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Judge to hear motion to dismiss charge against surgeon general

  • JAMM AQUINO / AUG. 26
                                A hearing is scheduled for Feb. 10 in which a judge is set to address a motion requesting to dismiss a charge against U.S. Surgeon General Jerome Adams for violating an emergency order.

    JAMM AQUINO / AUG. 26

    A hearing is scheduled for Feb. 10 in which a judge is set to address a motion requesting to dismiss a charge against U.S. Surgeon General Jerome Adams for violating an emergency order.

A judge is set to address a motion requesting to dismiss a charge against U.S. Surgeon General Jerome Adams, whom police cited in late August for allegedly violating an emergency order at an Oahu park.

The hearing is scheduled to be held Feb. 10 at Circuit Court on the motion filed by attorneys Michael Green and Alen Kaneshiro, who is representing Adams and his aide, Dennis Anderson- Villaluz.

The emergency order violation is considered a misdemeanor, punishable by up to $5,000 fine, a year in jail or both.

In the motion, attorneys representing the two men described the emergency order statute that police officers cited the men for allegedly violating as “unconstitutionally vague.”

Police cited Adams, his aide and their tour guide, Kelmer Beck of Bike Tour Hawaii, at Kualoa Regional Park in Kaneohe on Aug. 23.

A temporary shutdown of all Oahu beach parks was in place at the time under former Honolulu Mayor Kirk Caldwell’s emergency order to prevent large social gatherings to reduce the spread of COVID-19. Loitering or sitting on the beach were prohibited; however, individuals were still allowed to traverse a beach to enter the ocean to go swimming, paddling and other water- related activities during the shutdown.

On the morning of Aug. 23, Beck picked up Adams and Anderson-Villaluz from their hotel in Waikiki and drove them to Kuaola Regional Park to go swimming. When they arrived, they walked to the ocean and saw that the water seemed dirty, Green said in the motion.

The men opted not to go swimming and started to walk back to their vehicle. During the walk, the men briefly stopped as Beck took photos of Adams and Anderson-Villaluz with Chinaman’s Hat in the background.

About halfway to their vehicle, the tour guide suggested they take another picture and took a photo of them with the Kualoa mountains in the background. Beck offers complimentary scenic photos to his clients as part of the tour.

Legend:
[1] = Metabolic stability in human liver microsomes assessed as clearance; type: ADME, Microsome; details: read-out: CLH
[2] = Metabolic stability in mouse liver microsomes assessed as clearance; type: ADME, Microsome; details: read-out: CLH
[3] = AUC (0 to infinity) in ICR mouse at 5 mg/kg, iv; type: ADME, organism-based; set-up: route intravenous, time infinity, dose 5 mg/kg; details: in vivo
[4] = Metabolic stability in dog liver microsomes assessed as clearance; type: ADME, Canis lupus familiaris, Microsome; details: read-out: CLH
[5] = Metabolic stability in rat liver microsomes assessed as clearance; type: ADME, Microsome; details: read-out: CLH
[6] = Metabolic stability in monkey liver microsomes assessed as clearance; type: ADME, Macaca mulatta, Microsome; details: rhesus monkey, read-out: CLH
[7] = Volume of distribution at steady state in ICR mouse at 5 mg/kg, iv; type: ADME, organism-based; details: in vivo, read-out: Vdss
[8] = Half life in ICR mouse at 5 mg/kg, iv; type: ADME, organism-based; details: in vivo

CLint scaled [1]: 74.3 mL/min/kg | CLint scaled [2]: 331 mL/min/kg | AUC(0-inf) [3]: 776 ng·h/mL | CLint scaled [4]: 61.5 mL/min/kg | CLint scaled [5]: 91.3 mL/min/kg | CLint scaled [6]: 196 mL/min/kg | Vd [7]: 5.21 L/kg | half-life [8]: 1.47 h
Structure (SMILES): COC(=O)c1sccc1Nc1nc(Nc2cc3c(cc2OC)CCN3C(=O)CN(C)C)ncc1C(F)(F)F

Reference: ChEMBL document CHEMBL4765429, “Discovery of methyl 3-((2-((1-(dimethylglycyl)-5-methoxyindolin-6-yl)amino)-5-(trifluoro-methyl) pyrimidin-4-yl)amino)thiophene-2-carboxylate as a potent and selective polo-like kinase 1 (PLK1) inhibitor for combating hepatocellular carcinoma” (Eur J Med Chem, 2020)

When they reached their vehicle, police officers approached them and cited them for allegedly violating the emergency order. “The entire walk — down to the ocean and back — took no more than five minutes,” Green said in the motion. “There was no one else around them.”

“(Adams) did not loiter or even sit down at any point during his walk,” he added.

Adams was in Hawaii helping the state with surge testing to reduce the spread of the coronavirus outbreak. According to his citation, he told the officer he was working with the governor for COVID-19 and didn’t know the parks were closed.

The state had exempted Adams and his aide from the 14-day quarantine.

In the motion, Green described the order as “unconstitutionally vague” and requested the case against the two men be dismissed.

Matt Dvonch, spokesman of the prosecutor’s office, said the case is under review by the new administration, and declined further comment.

Prosecutors have offered many people who were cited for an emergency order violation to reduce the misdemeanor charge to a noncriminal violation such as simple trespassing.

In October, Beck pleaded no contest to simple trespassing at Kaneohe District Court and paid a $100 fine.

Beck’s attorney, Eric Seitz, believes the case against Adams and his aide should be dismissed. “There’s clearly no intent to violate anything. … (Adams) came here to help people,” he said.

Seitz said individuals employed by the federal government face serious consequences if they accept a deferred plea.

Adams, vice admiral in the U.S. Public Health Serv­ice Commissioned Corps, oversees more than 6,000 uniformed health officers who serve in nearly 800 locations around the world, according to the U.S. Department of Health and Human Services website.

Seitz said, “The federal government does not necessarily accept a deferred plea as a favorable disposition. They treat it as a conviction.” He said a deferred plea could have serious detrimental impacts on an individual’s career, especially if they need a security clearance to do their job.

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